Thursday, August 2, 2018

August 2, 1978 -- American Society of Civil Engineers Commemorates Chicago River Reversal

August 2, 1978 –The American Society of Civil Engineers unveils a plaque at the Michigan Avenue bridge that celebrates the reversal of the Chicago River as a national engineering landmark. David Novick, the president of the society, says, “This monumental engineering feat contributed to the health and growth of Chicago, enabling it to develop into the great metropolitan area it is today.” [Chicago Tribune, August 3, 1978]Both Novick and Nicholas J. Melas, the president of the Metropolitan Sanitary District, accept the plaque on behalf of the district and the city. The ceremony takes place on the Ninety-Third anniversary of a rain storm that forced the sewage borne by the river far out into the lake, threatening the city’s fresh water intake cribs. 

August 2, 1891 – The Chicago Daily Tribune provides an update on the improvements that are ongoing at the new United States Army base at Fort Sheridan. The new barracks east of the water tower are being constructed in order to house two companies of the Fifteenth Regiment of infantry along with two companies of cavalry and two of artillery.  The cost of the new quarters will be $200,000, about $5,170,000 in today’s dollars.  Two “magnificent stables” are being built at a cost of $22,000 apiece or $569,000 in 2017 dollars.  Each stable will house 80 horses.  A main dining hall is also being built with room for 1,000 soldiers.  The cost of the building will be $48,000 or $1,242,000 in today’s dollars.  Four captains’ homes will be built near the lake at a cost of $9,000 or $235,000 for each in today’s dollars.  Finally, a 300-yard long Officers’ Club will be erected with separate quarters for a dozen officers.  This will cost $70,000 or $1,812,250 in 2017 dollars.  The land for the new garrison was purchased in 1887, and the Chicago architectural firm of Holabird and Roche selected to design the buildings.  One of the stables at the fort is shown in the above photo, these days a re-purposed residential building.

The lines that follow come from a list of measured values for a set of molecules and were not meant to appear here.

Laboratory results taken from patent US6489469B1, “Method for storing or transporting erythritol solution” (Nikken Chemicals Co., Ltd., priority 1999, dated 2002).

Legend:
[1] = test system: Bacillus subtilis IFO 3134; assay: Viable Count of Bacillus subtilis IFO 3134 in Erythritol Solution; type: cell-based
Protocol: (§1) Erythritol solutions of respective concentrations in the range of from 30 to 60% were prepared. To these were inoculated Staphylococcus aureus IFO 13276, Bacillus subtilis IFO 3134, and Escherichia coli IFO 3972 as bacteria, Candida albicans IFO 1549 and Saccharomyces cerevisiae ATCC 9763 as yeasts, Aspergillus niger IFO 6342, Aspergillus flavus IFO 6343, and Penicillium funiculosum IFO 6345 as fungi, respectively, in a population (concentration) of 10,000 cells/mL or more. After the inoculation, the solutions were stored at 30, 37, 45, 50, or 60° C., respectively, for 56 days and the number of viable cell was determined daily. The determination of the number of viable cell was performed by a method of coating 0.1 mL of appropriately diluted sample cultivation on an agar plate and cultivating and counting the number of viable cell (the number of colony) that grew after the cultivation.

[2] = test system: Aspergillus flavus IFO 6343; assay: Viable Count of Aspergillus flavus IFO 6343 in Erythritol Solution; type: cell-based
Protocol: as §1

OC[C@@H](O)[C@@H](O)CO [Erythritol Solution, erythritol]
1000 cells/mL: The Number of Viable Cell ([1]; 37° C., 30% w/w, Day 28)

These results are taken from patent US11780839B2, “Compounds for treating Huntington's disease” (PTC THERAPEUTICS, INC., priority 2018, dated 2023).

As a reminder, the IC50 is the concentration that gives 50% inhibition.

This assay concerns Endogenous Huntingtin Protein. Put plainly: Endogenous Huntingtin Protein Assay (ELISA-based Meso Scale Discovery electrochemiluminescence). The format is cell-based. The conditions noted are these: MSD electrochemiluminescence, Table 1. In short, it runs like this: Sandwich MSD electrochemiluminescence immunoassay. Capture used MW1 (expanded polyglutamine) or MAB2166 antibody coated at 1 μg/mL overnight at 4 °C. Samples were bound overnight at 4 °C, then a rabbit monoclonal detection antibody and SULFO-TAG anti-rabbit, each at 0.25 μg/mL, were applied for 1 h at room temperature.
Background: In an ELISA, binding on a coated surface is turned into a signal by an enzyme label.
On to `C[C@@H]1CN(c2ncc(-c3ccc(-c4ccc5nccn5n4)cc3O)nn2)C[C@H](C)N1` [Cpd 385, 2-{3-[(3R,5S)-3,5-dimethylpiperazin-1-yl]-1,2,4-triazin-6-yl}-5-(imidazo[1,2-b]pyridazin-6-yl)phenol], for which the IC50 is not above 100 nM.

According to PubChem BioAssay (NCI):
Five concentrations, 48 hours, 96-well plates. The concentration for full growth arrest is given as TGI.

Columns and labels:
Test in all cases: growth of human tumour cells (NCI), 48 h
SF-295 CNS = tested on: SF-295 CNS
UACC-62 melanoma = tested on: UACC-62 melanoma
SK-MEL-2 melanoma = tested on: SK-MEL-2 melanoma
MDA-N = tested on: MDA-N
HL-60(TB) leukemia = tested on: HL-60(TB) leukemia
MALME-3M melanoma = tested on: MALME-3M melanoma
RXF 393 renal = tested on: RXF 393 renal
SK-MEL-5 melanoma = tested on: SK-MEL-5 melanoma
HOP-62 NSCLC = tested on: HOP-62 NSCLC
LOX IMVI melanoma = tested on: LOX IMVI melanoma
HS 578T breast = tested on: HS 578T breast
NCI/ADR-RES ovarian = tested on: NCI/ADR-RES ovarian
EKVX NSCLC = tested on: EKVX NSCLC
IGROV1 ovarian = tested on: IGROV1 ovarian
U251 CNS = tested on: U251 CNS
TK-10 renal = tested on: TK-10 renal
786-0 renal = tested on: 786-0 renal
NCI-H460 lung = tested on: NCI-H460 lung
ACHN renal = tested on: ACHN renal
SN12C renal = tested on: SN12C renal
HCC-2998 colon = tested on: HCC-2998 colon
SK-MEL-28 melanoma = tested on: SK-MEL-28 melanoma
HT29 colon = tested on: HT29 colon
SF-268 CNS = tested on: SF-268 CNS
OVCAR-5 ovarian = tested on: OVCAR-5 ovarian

August 2, 1934:  Led by Chief Investigator John O’Donnell, a police squad raids six villages at the Century of Progress World’s Fair and closes down two performances judged to be risqué.  Gambling wheels are confiscated at the exhibitions of Paris, Tunis, Ireland, Mexico and Spain and in a section called the Bowery.  At the last site an exhibition called “The Red Light Girls” is closed and a fan dancer, Faith Bacon, is forced to put on pants for her final appearance.   The general manager of the fair, Major Lenox R. Lohr, unleashes the police on the concessions after giving them a warning to clean up their act.  After allowing the sale of liquor at lunch counters within the grounds, agreeing to more signage within the grounds promoting attractions, and reducing the charges for electricity and garbage removal at venues, Lohr warns the venders, “We’ll give you all the help within reason and more money will be spent by A Century of Progress during the month of August than has been spent in any month in 1934 or 1933 . . . but the lid is not off.”

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